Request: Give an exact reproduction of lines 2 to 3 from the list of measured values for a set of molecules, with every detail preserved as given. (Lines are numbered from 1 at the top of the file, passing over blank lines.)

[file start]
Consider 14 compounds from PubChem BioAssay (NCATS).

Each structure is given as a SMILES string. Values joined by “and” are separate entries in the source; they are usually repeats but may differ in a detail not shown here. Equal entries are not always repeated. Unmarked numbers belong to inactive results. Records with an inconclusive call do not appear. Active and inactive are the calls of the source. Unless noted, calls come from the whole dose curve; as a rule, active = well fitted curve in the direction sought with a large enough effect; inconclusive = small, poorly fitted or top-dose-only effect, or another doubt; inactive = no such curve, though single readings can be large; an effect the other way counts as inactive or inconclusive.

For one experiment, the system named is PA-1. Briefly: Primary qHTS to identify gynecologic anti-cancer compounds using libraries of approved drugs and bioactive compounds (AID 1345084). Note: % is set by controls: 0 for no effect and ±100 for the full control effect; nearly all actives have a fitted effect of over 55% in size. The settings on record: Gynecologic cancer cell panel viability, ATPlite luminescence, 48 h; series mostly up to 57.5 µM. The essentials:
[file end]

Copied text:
Each structure is given as a SMILES string. Values joined by “and” are separate entries in the source; they are usually repeats but may differ in a detail not shown here. Equal entries are not always repeated. Unmarked numbers belong to inactive results. Records with an inconclusive call do not appear. Active and inactive are the calls of the source. Unless noted, calls come from the whole dose curve; as a rule, active = well fitted curve in the direction sought with a large enough effect; inconclusive = small, poorly fitted or top-dose-only effect, or another doubt; inactive = no such curve, though single readings can be large; an effect the other way counts as inactive or inconclusive.

For one experiment, the system named is PA-1. Briefly: Primary qHTS to identify gynecologic anti-cancer compounds using libraries of approved drugs and bioactive compounds (AID 1345084). Note: % is set by controls: 0 for no effect and ±100 for the full control effect; nearly all actives have a fitted effect of over 55% in size. The settings on record: Gynecologic cancer cell panel viability, ATPlite luminescence, 48 h; series mostly up to 57.5 µM. The essentials: